Narach Philosophy


The Mahabharata commonly supposed to be storehouse of fascinating tales of heroes and kings, of beautiful myths, fables and parables, with a background of a strange and undefined philosophy centering round Krshna half man and half god is referred to as follows:

The Rishis replied: The Purana (Mahabharata) which was first told by the illustrious sage, Dwipayana, and which was greatly esteemed by the celestial and Brahma rishis when they heard it.

And which, being full of various dictions and divisions, is the most eminent narrative that exists, and containing subtle and logically combined meanings, enriched with (the essence of) the Vedas, is a sacred work.

It is combined in beautiful language, and it includes all other works. It is explained by all Sastras and contains the sense of the four Vedas.

Souti said: It is a great source of knowledge all through the three worlds.

Learned men display their various knowledge of Smrtis in commenting on this composition.

The son of Satyavati (Vyasa), by penance and meditation, having classified the four Vedas, composed this holy history.

Vyasa said: (It contains) the mystery of the Vedas and other subjects that have been explained by me; it contains the various hymns of the Vedas, Upanishads with their Angas,

And compilation of the Puranas, and the history which has been composed by me and named after the three divisions of time, namely, Past, Present and Future,

And it contains the nature of decay, death, fear, disease, existence, nonexistence; a description of creeds, and an account of various modes of life.

And it also contains the rules for the four castes and the essence of all the Puranas, an account of asceticism, and rules for the religious student, the dimensions of the earth, of the sun and moon.

Planets, stars, and constellations, and the length of the duration of the four Yugas; and it furthermore contain Rik, Saman, Yajur Vedas, the Adhyatma.

Nyaya, orthoepy and pathology; charity, Pasupata, and celestial; and human births for special purposes,

It contains a description of pilgrimages and holy places, of rivers, mountains, forests, seas,

Of celestial cities and the Kalpas; the art of war, different kinds of nations, and the languages and the manners of the people,

All this has been placed in this poem.

Souti said: Vyasa sometimes knit the knots of composition very close.

None is able to understand to this day the closely knit slokas for the mysteriousness of their meaning.

The wisdom of this work, like the stick used for applying collyrium, has opened the eyes of the world which were covered by the darkness of ignorance.

The whole house of the womb of Nature is properly and completely lighted by the lamp of this history which destroys the darkness of ignorance.

In this Bharata sinless and immaculate Devas, Deva-rishis and Brahmanas have been described, as well as Yakshas and great Nagas.

In it also has the possessor of six attributes, the eternal Vasudeva, been described. He is true and just and pure and holy.

In it is described the eternal Brahma, the great true light, whose great and divine deeds the wise and learned men declare;

From whom has been produced the non-existent and the existent non-existent universe, with the principle of reproduction and progression, birth, death, and re-birth.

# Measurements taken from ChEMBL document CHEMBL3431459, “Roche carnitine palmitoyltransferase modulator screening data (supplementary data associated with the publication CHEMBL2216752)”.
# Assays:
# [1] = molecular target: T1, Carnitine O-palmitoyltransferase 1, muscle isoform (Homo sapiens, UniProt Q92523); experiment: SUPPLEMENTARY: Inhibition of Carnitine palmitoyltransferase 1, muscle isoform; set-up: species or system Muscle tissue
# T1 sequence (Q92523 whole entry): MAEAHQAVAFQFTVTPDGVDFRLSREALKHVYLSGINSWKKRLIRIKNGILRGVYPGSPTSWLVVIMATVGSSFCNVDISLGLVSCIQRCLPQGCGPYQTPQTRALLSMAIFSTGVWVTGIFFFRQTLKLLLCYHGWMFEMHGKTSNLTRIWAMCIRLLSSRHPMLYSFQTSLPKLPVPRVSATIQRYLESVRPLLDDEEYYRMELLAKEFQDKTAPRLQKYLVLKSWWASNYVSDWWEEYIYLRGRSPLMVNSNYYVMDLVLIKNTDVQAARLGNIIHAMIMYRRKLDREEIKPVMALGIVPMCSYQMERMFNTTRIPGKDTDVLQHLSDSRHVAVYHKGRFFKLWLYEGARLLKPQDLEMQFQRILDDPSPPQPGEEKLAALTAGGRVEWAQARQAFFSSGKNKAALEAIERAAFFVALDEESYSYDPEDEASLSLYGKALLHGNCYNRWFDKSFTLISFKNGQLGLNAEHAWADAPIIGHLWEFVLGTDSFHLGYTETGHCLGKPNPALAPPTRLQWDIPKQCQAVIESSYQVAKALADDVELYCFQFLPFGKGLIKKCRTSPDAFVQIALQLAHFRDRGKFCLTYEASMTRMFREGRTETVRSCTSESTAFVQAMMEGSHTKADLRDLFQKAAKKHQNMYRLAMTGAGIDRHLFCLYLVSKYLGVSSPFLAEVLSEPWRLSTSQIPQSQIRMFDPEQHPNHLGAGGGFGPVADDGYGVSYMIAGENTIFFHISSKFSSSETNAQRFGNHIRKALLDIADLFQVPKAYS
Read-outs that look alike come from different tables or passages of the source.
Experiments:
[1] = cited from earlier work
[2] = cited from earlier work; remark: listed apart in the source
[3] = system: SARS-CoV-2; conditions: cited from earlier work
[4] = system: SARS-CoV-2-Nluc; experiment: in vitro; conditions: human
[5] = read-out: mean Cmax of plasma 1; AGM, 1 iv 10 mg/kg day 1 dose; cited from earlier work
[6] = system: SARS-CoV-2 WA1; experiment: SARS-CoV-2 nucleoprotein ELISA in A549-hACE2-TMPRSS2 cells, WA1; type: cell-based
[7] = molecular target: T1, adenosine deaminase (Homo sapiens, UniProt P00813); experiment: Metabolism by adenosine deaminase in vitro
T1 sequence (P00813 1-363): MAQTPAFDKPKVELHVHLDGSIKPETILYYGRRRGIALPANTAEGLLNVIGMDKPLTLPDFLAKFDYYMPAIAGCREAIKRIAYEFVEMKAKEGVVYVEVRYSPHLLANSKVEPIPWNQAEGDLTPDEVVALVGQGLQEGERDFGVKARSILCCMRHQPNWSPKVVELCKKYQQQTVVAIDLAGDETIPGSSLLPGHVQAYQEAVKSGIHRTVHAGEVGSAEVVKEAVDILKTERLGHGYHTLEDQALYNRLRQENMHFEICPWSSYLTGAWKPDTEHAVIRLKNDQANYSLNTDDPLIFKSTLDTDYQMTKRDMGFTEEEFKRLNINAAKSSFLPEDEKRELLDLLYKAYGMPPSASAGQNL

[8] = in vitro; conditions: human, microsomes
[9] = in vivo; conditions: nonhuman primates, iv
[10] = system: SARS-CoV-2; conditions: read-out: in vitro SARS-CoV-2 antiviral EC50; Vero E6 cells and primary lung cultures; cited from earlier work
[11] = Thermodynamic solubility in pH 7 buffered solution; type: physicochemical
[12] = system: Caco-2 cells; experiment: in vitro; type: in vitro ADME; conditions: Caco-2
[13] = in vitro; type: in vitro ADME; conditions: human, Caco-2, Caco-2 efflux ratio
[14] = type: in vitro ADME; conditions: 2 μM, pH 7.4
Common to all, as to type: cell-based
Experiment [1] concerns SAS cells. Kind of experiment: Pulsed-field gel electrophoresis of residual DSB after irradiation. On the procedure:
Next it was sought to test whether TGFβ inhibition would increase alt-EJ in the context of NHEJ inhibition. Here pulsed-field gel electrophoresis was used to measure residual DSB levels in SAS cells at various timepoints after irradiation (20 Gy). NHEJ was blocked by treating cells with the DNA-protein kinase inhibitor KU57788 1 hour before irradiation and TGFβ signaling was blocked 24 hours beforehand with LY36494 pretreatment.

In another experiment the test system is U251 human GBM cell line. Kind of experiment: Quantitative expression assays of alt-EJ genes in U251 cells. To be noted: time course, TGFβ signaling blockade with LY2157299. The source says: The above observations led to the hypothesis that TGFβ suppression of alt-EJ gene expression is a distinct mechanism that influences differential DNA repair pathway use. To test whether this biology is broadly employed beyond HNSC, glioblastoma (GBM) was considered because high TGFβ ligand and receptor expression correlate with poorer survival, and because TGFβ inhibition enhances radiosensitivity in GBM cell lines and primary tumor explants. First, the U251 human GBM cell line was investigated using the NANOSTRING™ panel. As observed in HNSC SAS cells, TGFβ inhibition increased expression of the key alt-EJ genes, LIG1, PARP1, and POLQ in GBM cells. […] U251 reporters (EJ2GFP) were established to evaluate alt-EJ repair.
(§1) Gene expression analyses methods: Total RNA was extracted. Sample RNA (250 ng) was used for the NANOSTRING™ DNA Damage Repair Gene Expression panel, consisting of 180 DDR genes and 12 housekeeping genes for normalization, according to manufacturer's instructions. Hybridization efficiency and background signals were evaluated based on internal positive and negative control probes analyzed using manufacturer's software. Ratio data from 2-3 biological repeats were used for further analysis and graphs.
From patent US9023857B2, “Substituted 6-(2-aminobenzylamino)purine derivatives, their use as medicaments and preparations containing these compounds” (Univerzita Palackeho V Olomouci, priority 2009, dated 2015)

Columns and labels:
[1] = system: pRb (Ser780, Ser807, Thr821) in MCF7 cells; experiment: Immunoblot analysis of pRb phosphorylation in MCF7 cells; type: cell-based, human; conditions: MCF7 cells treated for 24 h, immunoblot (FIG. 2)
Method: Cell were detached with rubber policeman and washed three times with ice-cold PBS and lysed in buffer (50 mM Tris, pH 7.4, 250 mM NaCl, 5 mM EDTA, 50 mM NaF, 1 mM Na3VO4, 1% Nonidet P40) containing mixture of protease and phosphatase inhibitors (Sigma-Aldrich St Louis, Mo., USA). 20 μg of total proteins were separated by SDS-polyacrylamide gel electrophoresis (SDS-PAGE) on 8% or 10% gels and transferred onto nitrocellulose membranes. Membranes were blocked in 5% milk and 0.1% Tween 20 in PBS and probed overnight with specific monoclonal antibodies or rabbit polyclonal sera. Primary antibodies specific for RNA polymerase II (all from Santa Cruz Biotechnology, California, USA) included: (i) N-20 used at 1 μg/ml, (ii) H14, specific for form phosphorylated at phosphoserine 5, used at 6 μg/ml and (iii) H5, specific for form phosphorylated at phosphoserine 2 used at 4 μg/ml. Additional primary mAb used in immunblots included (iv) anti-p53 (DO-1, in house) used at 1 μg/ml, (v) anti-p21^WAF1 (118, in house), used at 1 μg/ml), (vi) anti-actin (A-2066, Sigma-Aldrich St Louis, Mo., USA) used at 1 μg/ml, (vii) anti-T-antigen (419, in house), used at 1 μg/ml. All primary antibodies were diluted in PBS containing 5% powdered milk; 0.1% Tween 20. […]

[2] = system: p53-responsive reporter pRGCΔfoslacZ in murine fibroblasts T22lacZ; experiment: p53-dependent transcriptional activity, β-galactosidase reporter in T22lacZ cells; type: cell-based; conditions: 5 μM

In it has also been described he who is Adhyatma, and who partakes of the attributes of the five elements, and He to whom "unmanifested" and such other epithets cannot be applied.

As the words constituting the various branches of knowledge and the Vedas, display vowels and consonants only, so does this excellent history display the highest knowledge.

This Bharata history is full of subtle meaning and logical connection, and is rich with the meanings of the Vedas.

The greatly intelligent Vyasa has spoken it as a treatise on Dharma, Artha, and Kama.

Vaisampayana said: This (Bharata) is equal to the Vedas; it is holy and excellent. It is the worthiest of all that should be listened to. It is a Purana adored by the Rishis.

It is a collection of all Srutis.

The history of the great birth of the Bharata Princes is called Mahabharata.

He who knows the etymology of the name Bharata is cleansed of all his sins.

It is equal to all histories in the world, and he who hears it acquires purity of heart.

This (Bharata) is sacred and excellent, and it equals the Vedas in sanctity.

Whatever about Dharma, Artha and Kama that is contained in this Bharata, may be met with elsewhere; but whatever is not in it, is not to be found anywhere.

The great race of the Bharatas is its topic hence it is called Bharata and because of its grave meaning as also of the Bharatas being its topic, it is called Mahabharata.

That which is in this, is elsewhere. That which does not occur here, occurs nowhere else. This history is known by the name of Jaya. It should be heard by everyone desirous of liberation.

It is clear from the foregoing verses that:

It is a conviction of the present writer that the Mahabharata is not a treasure house of beautiful stories of romance and love and adventure and war, set off by spiritual and moral discourses, allegories and parables; but rather a comprehensive philosophical treatise and commentary on the various systems of thought prevalent in India at the time of its composition, having their roots in the Vedas, the Upanishads and other sacred books of the Hindus, written in a peculiar form of Sanskrt which, while apparently giving the language a story-form, conveys a very different meaning when interpreted in another way. The following pages will show how far is this conviction justified.